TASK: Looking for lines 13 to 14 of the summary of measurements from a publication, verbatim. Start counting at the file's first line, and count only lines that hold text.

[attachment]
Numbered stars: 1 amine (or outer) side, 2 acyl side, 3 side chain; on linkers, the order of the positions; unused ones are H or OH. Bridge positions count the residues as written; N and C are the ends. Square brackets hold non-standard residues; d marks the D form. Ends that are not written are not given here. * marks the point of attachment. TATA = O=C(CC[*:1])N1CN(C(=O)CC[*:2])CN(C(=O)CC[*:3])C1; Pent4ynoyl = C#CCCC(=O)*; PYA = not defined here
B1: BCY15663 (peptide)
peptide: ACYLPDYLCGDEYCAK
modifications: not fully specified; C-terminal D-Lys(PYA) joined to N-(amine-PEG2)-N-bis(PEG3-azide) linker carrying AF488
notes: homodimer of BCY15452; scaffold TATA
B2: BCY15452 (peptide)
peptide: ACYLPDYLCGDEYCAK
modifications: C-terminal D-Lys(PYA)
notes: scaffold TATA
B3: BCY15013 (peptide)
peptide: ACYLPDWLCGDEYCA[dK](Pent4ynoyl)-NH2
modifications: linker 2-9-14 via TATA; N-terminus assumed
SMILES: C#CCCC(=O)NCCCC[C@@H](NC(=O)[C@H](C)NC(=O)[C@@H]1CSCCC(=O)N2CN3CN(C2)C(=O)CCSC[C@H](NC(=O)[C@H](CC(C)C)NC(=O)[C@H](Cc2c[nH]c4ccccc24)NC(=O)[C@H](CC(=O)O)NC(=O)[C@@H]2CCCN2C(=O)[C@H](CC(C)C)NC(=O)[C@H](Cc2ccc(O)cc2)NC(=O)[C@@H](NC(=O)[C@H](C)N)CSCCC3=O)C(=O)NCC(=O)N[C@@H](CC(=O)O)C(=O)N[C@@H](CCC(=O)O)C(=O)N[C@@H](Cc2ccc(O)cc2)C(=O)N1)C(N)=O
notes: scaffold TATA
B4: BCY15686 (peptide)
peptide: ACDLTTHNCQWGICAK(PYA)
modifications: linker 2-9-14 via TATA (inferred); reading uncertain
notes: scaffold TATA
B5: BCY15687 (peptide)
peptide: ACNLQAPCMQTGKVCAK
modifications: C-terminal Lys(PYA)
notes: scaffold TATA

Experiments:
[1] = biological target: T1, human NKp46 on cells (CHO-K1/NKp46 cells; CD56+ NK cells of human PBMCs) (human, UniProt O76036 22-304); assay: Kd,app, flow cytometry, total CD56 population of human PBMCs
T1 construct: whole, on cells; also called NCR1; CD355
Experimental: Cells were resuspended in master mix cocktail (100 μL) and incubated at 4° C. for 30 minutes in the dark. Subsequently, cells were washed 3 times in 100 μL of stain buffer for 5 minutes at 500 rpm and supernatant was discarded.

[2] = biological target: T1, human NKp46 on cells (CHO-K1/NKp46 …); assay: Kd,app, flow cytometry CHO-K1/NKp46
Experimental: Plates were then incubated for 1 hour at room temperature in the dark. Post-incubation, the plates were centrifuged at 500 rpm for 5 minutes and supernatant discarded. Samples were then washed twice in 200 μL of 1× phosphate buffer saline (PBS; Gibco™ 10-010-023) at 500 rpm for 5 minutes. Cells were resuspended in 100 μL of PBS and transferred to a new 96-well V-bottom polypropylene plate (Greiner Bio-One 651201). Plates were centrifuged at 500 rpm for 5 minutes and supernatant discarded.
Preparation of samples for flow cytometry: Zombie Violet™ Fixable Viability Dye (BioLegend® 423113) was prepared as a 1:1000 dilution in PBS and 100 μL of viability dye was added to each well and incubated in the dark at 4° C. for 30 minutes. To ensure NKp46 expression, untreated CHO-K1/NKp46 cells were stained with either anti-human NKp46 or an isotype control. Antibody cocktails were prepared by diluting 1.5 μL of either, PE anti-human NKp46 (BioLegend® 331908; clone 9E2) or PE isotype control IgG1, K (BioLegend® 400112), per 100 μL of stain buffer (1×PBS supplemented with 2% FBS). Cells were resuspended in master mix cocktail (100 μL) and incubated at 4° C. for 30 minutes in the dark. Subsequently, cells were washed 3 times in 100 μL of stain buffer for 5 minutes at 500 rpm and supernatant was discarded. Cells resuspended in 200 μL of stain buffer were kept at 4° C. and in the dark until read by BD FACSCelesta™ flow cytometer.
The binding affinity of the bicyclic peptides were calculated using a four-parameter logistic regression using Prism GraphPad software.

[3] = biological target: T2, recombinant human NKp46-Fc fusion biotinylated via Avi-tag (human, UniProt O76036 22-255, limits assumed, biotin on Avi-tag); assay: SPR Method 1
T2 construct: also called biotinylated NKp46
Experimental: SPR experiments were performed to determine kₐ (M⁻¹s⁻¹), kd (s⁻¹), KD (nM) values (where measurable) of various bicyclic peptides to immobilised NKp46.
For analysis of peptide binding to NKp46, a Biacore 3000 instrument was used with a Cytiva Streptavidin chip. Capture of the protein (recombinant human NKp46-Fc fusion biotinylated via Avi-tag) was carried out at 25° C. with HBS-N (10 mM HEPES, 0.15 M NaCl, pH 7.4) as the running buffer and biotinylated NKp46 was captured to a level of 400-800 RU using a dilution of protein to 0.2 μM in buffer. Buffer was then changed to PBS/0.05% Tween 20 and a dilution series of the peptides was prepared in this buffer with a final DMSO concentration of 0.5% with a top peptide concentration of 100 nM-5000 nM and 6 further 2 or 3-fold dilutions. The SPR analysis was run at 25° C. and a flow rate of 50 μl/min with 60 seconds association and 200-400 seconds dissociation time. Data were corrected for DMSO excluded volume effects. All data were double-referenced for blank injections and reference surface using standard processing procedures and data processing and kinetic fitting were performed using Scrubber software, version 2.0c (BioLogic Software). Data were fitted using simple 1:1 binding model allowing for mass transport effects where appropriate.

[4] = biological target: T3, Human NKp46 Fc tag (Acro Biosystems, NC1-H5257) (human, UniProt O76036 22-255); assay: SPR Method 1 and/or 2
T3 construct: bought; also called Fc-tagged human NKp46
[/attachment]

SMILES: C#CCCC(=O)NCCCC[C@@H](NC(=O)[C@H](C)NC(=O)[C@@H]1CSCCC(=O)N2CN3CN(C2)C(=O)CCSC[C@H](NC(=O)[C@H](CC(C)C)NC(=O)[C@H](Cc2c[nH]c4ccccc24)NC(=O)[C@H](CC(=O)O)NC(=O)[C@@H]2CCCN2C(=O)[C@H](CC(C)C)NC(=O)[C@H](Cc2ccc(O)cc2)NC(=O)[C@@H](NC(=O)[C@H](C)N)CSCCC3=O)C(=O)NCC(=O)N[C@@H](CC(=O)O)C(=O)N[C@@H](CCC(=O)O)C(=O)N[C@@H](Cc2ccc(O)cc2)C(=O)N1)C(N)=O
notes: scaffold TATA